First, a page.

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This is not a concern when a science reporter, say, is quoting language from a new scientific paper.

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Jim Schachter, vice president for news at WNYC in New York and a former editor at the Wall Street Journal, is one of them. “You have asked the world’s most complicated question,” he said.“That’s really easy,” said, “You can use as much info as you need in order to tell a story, but no more than that.It might be 10 words, it might be 50 words, it might be longer.” But to many science writers and other journalists, it doesn’t seem nearly that easy.The college told Johnson it would grant permission to use the drawing in return for a copy of Johnson’s book; plus a “facility fee” of £200 — about $400 at the time.Johnson already had a high-resolution copy of the drawing that he’d found on the web.Johnson wanted to include a drawing of the experiment from Newton’s journal, in Newton’s own hand.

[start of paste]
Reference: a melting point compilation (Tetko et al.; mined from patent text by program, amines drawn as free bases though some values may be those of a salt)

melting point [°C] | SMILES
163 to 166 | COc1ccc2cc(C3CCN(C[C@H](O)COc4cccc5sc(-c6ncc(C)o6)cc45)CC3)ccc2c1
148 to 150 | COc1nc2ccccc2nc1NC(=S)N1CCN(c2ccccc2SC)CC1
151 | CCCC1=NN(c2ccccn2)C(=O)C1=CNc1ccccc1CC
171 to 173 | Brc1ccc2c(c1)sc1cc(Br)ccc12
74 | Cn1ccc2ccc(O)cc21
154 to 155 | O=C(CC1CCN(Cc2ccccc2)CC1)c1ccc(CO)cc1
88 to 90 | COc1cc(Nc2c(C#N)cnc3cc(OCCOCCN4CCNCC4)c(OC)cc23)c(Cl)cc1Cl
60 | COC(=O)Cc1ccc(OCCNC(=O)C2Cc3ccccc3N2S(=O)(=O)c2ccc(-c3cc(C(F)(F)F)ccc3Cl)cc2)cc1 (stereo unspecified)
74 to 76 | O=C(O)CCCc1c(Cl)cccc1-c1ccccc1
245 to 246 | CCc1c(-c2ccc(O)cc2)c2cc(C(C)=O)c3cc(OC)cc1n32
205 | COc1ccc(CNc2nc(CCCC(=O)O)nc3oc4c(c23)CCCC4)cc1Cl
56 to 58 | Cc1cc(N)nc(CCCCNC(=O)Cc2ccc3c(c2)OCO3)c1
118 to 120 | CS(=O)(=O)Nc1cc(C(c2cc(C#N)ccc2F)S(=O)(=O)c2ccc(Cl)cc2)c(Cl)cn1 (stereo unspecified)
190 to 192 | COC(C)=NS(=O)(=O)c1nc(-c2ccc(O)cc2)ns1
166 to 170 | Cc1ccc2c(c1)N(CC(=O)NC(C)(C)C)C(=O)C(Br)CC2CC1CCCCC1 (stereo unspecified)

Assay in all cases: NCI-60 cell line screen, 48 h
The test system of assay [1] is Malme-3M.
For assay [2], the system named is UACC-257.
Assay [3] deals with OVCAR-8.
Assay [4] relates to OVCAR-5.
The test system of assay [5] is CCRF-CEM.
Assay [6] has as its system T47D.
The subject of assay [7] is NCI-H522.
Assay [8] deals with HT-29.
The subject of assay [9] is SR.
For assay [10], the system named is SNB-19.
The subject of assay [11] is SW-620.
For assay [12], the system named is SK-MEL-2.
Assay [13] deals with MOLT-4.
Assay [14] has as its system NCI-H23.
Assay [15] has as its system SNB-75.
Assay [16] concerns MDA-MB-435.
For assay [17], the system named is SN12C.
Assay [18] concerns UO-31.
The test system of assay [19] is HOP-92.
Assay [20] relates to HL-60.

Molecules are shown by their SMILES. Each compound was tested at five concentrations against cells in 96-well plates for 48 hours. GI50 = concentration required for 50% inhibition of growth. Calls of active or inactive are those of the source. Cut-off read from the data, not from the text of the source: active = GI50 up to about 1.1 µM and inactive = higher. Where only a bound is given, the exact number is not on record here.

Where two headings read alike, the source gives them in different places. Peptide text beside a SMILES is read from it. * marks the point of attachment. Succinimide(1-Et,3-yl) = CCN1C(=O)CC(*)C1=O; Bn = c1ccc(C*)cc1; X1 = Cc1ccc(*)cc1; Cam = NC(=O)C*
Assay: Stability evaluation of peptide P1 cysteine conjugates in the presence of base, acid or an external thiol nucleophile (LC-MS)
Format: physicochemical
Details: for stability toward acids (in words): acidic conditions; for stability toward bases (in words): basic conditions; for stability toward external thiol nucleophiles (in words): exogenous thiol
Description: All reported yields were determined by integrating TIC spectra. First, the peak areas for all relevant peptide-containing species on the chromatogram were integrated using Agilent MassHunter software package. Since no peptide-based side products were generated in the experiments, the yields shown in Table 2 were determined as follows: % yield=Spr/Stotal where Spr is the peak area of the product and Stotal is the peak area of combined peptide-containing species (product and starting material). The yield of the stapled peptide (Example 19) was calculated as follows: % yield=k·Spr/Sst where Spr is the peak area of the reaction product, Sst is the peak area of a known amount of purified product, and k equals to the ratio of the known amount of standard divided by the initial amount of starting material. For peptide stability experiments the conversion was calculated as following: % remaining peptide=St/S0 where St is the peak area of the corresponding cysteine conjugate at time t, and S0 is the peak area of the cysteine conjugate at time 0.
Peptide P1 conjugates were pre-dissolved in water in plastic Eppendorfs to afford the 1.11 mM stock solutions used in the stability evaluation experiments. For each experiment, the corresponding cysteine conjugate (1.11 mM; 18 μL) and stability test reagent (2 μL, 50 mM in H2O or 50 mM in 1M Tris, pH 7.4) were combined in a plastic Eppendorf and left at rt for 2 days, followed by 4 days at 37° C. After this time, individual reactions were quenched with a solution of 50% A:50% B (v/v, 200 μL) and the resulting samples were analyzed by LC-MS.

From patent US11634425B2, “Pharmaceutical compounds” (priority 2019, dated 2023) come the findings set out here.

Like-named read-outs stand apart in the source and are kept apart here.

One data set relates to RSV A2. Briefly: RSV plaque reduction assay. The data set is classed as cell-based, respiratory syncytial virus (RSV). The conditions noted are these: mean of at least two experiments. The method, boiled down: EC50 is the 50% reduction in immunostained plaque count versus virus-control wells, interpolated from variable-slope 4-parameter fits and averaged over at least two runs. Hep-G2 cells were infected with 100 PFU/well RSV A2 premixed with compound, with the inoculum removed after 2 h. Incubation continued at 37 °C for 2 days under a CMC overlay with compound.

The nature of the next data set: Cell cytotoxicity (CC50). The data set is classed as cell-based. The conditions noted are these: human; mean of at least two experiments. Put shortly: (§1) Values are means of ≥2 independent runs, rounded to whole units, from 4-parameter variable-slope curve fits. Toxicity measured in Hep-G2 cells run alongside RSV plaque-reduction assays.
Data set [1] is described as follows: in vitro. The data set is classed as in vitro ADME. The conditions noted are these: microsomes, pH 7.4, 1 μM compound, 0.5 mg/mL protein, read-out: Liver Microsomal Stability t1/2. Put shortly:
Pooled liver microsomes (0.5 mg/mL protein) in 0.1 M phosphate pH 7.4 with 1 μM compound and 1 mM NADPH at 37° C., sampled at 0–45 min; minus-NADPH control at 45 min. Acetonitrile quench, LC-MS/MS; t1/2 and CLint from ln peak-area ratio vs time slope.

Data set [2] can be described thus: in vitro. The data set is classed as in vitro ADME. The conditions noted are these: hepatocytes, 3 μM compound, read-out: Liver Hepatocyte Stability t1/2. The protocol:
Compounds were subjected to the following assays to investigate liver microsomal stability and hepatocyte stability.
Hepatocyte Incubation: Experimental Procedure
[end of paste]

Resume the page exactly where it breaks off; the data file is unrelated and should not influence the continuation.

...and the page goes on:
“Considering that the experiment was done in the 17th century, you might assume that it was in the public domain and I could use it,” Johnson told me. What he didn’t foresee was that the journal in which the drawing appears is owned by New College, at the University of Oxford., and that he would have to pay Oxford for the drawing.

That’s especially true for podcasters, who are concerned about how copyright applies to that relatively new medium.

The trouble is that questions about fair use arise on a case-by-case basis. You find out only when a copyright holder sues you for use, and a court makes a ruling (or the case is settled out of court).

Kate Dries, the managing editor of the website Jezebel, found that out rather dramatically last November. “I’m very concerned about making sure I don’t rip anyone off,” she said.

In February 2012 she began producing At the time, she worked at the Chicago public radio station WBEZ, where “we would mix segments or episodes of work I was doing there with fair-use music all the time,” she told me. “We’re all just trying to figure it out and do the best we can.” ?

, the science writer George Johnson was wrapping up work on his book “The Ten Most Beautiful Experiments” and looking for illustrations to accompany the text.